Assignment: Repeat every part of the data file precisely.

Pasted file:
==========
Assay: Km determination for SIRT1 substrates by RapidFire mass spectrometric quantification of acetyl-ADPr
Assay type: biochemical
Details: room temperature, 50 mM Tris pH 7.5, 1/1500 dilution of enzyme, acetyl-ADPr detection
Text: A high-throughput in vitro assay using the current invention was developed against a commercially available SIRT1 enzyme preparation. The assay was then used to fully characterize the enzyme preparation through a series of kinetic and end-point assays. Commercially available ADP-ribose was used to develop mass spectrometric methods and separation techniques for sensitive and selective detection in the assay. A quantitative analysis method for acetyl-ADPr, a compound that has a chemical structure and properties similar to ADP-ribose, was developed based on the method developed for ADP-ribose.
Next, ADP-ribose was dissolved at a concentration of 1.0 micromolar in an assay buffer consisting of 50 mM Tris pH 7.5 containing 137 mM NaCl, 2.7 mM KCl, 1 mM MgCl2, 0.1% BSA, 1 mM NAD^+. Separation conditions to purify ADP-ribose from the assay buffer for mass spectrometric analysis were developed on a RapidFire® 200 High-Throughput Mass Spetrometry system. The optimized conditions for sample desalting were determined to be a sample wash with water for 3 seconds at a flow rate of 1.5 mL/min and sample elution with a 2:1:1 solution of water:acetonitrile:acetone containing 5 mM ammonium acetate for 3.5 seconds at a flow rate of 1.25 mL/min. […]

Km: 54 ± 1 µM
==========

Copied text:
Assay: Km determination for SIRT1 substrates by RapidFire mass spectrometric quantification of acetyl-ADPr
Assay type: biochemical
Details: room temperature, 50 mM Tris pH 7.5, 1/1500 dilution of enzyme, acetyl-ADPr detection
Text: A high-throughput in vitro assay using the current invention was developed against a commercially available SIRT1 enzyme preparation. The assay was then used to fully characterize the enzyme preparation through a series of kinetic and end-point assays. Commercially available ADP-ribose was used to develop mass spectrometric methods and separation techniques for sensitive and selective detection in the assay. A quantitative analysis method for acetyl-ADPr, a compound that has a chemical structure and properties similar to ADP-ribose, was developed based on the method developed for ADP-ribose.
Next, ADP-ribose was dissolved at a concentration of 1.0 micromolar in an assay buffer consisting of 50 mM Tris pH 7.5 containing 137 mM NaCl, 2.7 mM KCl, 1 mM MgCl2, 0.1% BSA, 1 mM NAD^+. Separation conditions to purify ADP-ribose from the assay buffer for mass spectrometric analysis were developed on a RapidFire® 200 High-Throughput Mass Spetrometry system. The optimized conditions for sample desalting were determined to be a sample wash with water for 3 seconds at a flow rate of 1.5 mL/min and sample elution with a 2:1:1 solution of water:acetonitrile:acetone containing 5 mM ammonium acetate for 3.5 seconds at a flow rate of 1.25 mL/min. […]

Km: 54 ± 1 µM